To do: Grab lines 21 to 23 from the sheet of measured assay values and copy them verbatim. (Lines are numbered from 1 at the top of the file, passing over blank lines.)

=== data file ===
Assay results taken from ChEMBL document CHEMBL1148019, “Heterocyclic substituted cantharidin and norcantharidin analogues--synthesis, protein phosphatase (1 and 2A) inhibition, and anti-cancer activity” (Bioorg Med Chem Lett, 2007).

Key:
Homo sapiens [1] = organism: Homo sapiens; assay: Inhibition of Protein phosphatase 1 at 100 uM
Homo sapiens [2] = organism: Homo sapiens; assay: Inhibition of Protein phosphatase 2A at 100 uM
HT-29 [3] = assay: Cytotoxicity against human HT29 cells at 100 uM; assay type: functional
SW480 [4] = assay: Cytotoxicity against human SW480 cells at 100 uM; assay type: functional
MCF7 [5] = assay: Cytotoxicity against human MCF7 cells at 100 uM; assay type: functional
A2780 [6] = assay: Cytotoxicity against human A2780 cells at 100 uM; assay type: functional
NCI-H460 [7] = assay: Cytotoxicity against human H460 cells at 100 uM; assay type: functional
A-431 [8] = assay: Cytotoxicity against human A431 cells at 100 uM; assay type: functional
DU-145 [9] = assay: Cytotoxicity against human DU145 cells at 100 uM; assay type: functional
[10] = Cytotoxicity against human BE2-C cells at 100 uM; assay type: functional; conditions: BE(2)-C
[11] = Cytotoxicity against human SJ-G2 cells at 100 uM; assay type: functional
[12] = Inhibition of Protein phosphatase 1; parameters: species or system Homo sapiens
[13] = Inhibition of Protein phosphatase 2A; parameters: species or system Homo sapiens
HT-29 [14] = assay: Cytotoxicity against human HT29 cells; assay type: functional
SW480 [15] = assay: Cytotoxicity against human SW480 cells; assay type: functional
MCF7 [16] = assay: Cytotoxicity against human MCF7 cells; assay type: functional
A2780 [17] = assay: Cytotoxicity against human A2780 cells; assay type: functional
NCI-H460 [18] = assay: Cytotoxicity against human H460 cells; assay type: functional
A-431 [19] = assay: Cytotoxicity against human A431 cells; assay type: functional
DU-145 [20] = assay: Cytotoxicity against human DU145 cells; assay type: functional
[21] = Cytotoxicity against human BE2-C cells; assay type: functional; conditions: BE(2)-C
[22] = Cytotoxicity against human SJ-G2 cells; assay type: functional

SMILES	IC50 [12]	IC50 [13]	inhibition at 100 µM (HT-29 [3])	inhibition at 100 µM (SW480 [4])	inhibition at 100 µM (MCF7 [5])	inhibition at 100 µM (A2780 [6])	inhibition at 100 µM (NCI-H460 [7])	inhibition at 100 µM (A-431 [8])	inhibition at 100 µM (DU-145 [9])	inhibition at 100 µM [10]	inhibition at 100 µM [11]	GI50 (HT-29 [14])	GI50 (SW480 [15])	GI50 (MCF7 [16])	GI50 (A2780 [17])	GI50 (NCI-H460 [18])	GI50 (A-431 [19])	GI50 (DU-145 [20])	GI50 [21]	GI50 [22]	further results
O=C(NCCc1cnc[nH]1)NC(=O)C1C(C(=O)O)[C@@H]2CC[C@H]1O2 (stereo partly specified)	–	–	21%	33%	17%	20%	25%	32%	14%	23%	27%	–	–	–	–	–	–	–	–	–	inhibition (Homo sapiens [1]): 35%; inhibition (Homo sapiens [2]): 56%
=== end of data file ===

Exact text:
A-431 [19] = assay: Cytotoxicity against human A431 cells; assay type: functional
DU-145 [20] = assay: Cytotoxicity against human DU145 cells; assay type: functional
[21] = Cytotoxicity against human BE2-C cells; assay type: functional; conditions: BE(2)-C